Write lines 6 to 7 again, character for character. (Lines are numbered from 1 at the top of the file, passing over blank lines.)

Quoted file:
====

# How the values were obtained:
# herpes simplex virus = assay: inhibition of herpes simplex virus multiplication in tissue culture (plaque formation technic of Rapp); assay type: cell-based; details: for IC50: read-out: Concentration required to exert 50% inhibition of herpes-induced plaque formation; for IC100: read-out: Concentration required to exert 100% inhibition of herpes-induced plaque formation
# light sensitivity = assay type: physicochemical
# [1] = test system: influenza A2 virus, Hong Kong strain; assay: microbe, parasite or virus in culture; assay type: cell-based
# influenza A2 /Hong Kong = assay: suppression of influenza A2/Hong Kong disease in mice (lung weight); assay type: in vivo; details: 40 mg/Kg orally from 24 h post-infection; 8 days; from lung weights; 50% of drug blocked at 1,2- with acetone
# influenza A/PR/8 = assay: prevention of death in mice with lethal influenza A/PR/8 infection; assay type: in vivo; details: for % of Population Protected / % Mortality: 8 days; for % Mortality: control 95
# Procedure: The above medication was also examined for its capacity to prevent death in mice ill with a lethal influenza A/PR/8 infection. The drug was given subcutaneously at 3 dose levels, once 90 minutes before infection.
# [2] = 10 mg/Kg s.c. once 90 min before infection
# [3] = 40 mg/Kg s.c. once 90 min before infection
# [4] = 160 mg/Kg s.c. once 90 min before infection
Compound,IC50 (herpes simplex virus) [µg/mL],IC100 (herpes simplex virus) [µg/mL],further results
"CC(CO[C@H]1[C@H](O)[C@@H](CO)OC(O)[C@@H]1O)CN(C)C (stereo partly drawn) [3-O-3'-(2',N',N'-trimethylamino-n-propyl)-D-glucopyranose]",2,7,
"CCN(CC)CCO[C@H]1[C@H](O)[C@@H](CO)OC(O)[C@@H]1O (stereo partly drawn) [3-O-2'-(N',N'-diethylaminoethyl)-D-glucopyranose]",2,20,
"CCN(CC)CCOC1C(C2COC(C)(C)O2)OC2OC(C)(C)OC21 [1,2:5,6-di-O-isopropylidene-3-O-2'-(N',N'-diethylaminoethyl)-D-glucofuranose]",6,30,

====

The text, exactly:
# influenza A/PR/8 = assay: prevention of death in mice with lethal influenza A/PR/8 infection; assay type: in vivo; details: for % of Population Protected / % Mortality: 8 days; for % Mortality: control 95
# Procedure: The above medication was also examined for its capacity to prevent death in mice ill with a lethal influenza A/PR/8 infection. The drug was given subcutaneously at 3 dose levels, once 90 minutes before infection.